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Future information technology for the health sector

English version
: Cuhls, K.; Oertzen, J. von; Kimpeler, S.

Stuttgart: MFG-Stiftung Baden-Württemberg, 2007, 186 pp.
FAZIT Forschung. Schriftenreihe, 6
Fraunhofer ISI ()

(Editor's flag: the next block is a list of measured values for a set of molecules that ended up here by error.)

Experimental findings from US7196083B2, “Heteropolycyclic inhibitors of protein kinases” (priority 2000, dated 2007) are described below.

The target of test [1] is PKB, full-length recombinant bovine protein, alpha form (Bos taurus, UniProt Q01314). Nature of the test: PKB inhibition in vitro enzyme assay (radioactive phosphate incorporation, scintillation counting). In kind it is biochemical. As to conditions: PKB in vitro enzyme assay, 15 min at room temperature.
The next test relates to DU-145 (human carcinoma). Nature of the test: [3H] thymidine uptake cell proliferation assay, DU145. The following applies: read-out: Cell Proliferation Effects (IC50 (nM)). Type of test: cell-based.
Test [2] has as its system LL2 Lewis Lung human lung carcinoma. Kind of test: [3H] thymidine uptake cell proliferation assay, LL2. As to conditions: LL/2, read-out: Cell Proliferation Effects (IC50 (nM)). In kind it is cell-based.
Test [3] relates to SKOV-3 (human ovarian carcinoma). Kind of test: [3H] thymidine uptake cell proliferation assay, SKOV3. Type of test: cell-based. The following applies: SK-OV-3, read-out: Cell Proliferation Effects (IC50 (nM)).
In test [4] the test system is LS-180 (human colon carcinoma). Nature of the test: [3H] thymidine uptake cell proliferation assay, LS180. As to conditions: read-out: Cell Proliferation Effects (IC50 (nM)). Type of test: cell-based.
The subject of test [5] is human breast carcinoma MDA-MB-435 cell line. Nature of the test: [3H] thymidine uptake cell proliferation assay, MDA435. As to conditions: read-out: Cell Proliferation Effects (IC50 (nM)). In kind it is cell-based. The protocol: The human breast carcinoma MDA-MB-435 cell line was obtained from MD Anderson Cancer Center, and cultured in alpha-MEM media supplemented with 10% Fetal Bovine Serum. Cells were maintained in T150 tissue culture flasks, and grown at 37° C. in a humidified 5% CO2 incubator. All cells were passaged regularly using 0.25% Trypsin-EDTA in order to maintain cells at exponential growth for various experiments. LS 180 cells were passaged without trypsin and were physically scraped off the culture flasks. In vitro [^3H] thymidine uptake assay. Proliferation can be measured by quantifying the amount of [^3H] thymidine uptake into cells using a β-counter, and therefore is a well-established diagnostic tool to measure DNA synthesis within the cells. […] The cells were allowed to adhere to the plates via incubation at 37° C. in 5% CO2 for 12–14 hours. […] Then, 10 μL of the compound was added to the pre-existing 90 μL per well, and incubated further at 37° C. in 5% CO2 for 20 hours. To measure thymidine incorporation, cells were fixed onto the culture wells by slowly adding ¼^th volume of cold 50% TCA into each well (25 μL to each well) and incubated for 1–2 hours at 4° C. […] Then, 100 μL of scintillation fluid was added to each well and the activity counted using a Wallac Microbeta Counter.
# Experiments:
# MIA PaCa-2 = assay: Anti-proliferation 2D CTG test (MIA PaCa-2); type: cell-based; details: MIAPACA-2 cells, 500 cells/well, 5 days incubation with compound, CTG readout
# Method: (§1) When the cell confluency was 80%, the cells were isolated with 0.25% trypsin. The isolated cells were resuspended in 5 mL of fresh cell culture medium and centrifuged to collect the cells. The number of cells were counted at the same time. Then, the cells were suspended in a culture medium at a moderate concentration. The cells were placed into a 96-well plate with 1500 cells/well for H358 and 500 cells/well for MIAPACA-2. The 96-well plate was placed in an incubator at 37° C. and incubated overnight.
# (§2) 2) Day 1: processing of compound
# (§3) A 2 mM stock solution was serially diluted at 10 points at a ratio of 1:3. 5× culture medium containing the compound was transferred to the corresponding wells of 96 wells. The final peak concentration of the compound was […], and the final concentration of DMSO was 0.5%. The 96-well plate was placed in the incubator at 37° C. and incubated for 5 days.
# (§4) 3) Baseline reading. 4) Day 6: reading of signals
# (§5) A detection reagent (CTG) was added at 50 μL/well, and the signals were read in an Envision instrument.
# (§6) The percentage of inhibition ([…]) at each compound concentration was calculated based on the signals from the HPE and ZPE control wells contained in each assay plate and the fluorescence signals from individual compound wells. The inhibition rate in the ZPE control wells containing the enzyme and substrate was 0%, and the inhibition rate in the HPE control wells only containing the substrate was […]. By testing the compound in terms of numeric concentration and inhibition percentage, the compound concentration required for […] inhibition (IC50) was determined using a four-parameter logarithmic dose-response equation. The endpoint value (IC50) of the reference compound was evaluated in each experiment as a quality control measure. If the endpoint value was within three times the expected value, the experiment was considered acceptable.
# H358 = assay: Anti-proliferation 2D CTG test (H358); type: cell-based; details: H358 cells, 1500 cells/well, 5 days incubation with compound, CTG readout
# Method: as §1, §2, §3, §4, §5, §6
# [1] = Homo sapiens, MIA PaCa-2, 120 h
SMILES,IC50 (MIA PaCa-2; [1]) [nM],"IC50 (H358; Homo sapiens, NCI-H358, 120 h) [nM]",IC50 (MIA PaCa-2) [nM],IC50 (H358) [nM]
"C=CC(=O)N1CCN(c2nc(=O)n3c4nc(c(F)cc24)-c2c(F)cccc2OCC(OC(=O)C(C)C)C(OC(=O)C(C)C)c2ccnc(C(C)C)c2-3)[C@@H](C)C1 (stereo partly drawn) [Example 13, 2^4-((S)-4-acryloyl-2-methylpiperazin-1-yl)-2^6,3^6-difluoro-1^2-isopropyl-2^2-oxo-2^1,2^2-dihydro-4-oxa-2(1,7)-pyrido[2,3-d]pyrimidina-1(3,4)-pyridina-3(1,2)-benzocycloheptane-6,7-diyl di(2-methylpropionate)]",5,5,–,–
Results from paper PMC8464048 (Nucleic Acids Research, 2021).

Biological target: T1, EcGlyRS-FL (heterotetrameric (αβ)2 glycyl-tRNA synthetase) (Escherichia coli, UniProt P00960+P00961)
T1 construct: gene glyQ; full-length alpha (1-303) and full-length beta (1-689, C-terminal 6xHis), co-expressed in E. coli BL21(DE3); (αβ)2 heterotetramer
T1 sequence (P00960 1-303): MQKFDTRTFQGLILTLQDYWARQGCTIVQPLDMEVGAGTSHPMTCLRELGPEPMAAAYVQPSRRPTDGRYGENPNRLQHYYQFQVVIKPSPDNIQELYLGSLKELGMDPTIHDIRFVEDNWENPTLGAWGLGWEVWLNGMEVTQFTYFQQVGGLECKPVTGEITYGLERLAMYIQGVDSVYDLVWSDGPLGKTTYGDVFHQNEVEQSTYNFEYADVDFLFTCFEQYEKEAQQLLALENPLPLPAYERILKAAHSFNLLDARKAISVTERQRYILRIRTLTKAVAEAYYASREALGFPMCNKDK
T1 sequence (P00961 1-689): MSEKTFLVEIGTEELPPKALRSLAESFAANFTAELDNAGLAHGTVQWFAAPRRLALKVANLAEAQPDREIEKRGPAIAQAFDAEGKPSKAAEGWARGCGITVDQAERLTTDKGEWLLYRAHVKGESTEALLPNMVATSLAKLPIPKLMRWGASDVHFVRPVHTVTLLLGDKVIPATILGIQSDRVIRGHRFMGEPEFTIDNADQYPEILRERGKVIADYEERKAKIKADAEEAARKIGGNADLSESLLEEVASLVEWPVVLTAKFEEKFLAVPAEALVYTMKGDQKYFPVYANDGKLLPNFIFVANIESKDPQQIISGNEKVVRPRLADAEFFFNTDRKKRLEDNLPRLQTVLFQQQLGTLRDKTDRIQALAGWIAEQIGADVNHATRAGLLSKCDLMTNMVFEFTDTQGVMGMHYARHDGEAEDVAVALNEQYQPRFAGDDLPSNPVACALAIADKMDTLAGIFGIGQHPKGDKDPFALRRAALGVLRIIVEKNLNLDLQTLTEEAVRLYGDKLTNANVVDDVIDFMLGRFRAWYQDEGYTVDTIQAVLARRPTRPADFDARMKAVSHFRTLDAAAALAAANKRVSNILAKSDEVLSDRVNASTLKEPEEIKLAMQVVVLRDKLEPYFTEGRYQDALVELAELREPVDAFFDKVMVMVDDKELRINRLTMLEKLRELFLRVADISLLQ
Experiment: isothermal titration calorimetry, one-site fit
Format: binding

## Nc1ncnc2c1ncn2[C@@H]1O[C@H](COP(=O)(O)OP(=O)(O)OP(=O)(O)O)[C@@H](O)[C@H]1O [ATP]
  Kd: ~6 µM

Information technology in the health sector will (continue to) be an important topic in the oncoming years. This offers interfaces for new market potential for IT companies. However, which information technologies bring about change? This was the initial question for the Delphi study at hand in the context of the FAZIT project (research project for current and forward-looking information and media technology and its use in Baden-Wurttemberg). In order to find answers to this question, information technological developments were identified, which could become relevant during the next 20 years. Literature was sought, experts were consulted and a workshop was organised to generate the theses, focus on them and to phrase each individually. During the selection period of the theses there was a first curious finding: The task instructed to phrase technical theses, which could have a beneficial effect on the health sector. However, those developments which have a strong impact on cost cutting and solving of problems cannot always be assigned to technical areas, they are moreover closely correlated to the German health care system, regulatory issues and organisational challenges. Correspondingly one finding of this study describes that although technical obstacles are a major hindrance, other obstacles play a significant role as well, e.g. the acceptance by parties involved and users, too.